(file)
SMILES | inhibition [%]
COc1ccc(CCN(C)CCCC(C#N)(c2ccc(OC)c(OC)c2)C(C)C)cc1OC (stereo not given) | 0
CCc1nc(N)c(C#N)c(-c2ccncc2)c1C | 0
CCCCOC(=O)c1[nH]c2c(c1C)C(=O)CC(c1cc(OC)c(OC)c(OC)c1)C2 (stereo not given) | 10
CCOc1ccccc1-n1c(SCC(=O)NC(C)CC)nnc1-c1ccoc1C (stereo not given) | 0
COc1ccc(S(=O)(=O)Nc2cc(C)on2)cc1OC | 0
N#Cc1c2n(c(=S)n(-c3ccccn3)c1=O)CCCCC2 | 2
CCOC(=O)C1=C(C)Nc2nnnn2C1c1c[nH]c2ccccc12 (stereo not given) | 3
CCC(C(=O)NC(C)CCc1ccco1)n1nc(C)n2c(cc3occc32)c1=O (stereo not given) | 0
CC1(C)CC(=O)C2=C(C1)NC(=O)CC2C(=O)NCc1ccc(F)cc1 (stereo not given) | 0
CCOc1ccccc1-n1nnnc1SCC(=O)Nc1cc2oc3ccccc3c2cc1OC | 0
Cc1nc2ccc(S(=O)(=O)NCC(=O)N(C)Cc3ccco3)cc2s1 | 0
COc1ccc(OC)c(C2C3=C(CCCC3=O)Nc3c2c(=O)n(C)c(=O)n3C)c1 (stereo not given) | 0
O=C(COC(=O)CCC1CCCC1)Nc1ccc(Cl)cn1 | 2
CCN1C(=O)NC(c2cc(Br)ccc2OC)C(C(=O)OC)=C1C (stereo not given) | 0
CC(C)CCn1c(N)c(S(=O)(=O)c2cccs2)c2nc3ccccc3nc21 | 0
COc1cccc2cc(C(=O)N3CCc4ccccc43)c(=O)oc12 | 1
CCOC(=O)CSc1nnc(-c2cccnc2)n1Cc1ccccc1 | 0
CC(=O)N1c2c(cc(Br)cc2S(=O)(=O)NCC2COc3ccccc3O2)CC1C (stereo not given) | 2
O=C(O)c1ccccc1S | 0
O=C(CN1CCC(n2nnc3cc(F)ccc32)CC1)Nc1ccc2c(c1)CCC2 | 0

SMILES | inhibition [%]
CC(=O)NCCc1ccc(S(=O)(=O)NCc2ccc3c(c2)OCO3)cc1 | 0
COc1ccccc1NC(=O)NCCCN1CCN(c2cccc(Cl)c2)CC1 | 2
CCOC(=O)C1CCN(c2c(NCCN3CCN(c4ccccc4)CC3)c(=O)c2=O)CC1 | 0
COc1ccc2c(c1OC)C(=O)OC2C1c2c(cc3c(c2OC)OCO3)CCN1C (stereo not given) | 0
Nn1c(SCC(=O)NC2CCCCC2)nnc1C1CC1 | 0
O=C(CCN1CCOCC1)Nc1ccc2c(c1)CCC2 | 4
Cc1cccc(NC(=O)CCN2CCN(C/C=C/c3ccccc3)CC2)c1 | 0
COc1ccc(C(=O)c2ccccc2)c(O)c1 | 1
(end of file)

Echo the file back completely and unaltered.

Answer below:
SMILES | inhibition [%]
COc1ccc(CCN(C)CCCC(C#N)(c2ccc(OC)c(OC)c2)C(C)C)cc1OC (stereo not given) | 0
CCc1nc(N)c(C#N)c(-c2ccncc2)c1C | 0
CCCCOC(=O)c1[nH]c2c(c1C)C(=O)CC(c1cc(OC)c(OC)c(OC)c1)C2 (stereo not given) | 10
CCOc1ccccc1-n1c(SCC(=O)NC(C)CC)nnc1-c1ccoc1C (stereo not given) | 0
COc1ccc(S(=O)(=O)Nc2cc(C)on2)cc1OC | 0
N#Cc1c2n(c(=S)n(-c3ccccn3)c1=O)CCCCC2 | 2
CCOC(=O)C1=C(C)Nc2nnnn2C1c1c[nH]c2ccccc12 (stereo not given) | 3
CCC(C(=O)NC(C)CCc1ccco1)n1nc(C)n2c(cc3occc32)c1=O (stereo not given) | 0
CC1(C)CC(=O)C2=C(C1)NC(=O)CC2C(=O)NCc1ccc(F)cc1 (stereo not given) | 0
CCOc1ccccc1-n1nnnc1SCC(=O)Nc1cc2oc3ccccc3c2cc1OC | 0
Cc1nc2ccc(S(=O)(=O)NCC(=O)N(C)Cc3ccco3)cc2s1 | 0
COc1ccc(OC)c(C2C3=C(CCCC3=O)Nc3c2c(=O)n(C)c(=O)n3C)c1 (stereo not given) | 0
O=C(COC(=O)CCC1CCCC1)Nc1ccc(Cl)cn1 | 2
CCN1C(=O)NC(c2cc(Br)ccc2OC)C(C(=O)OC)=C1C (stereo not given) | 0
CC(C)CCn1c(N)c(S(=O)(=O)c2cccs2)c2nc3ccccc3nc21 | 0
COc1cccc2cc(C(=O)N3CCc4ccccc43)c(=O)oc12 | 1
CCOC(=O)CSc1nnc(-c2cccnc2)n1Cc1ccccc1 | 0
CC(=O)N1c2c(cc(Br)cc2S(=O)(=O)NCC2COc3ccccc3O2)CC1C (stereo not given) | 2
O=C(O)c1ccccc1S | 0
O=C(CN1CCC(n2nnc3cc(F)ccc32)CC1)Nc1ccc2c(c1)CCC2 | 0

SMILES | inhibition [%]
CC(=O)NCCc1ccc(S(=O)(=O)NCc2ccc3c(c2)OCO3)cc1 | 0
COc1ccccc1NC(=O)NCCCN1CCN(c2cccc(Cl)c2)CC1 | 2
CCOC(=O)C1CCN(c2c(NCCN3CCN(c4ccccc4)CC3)c(=O)c2=O)CC1 | 0
COc1ccc2c(c1OC)C(=O)OC2C1c2c(cc3c(c2OC)OCO3)CCN1C (stereo not given) | 0
Nn1c(SCC(=O)NC2CCCCC2)nnc1C1CC1 | 0
O=C(CCN1CCOCC1)Nc1ccc2c(c1)CCC2 | 4
Cc1cccc(NC(=O)CCN2CCN(C/C=C/c3ccccc3)CC2)c1 | 0
COc1ccc(C(=O)c2ccccc2)c(O)c1 | 1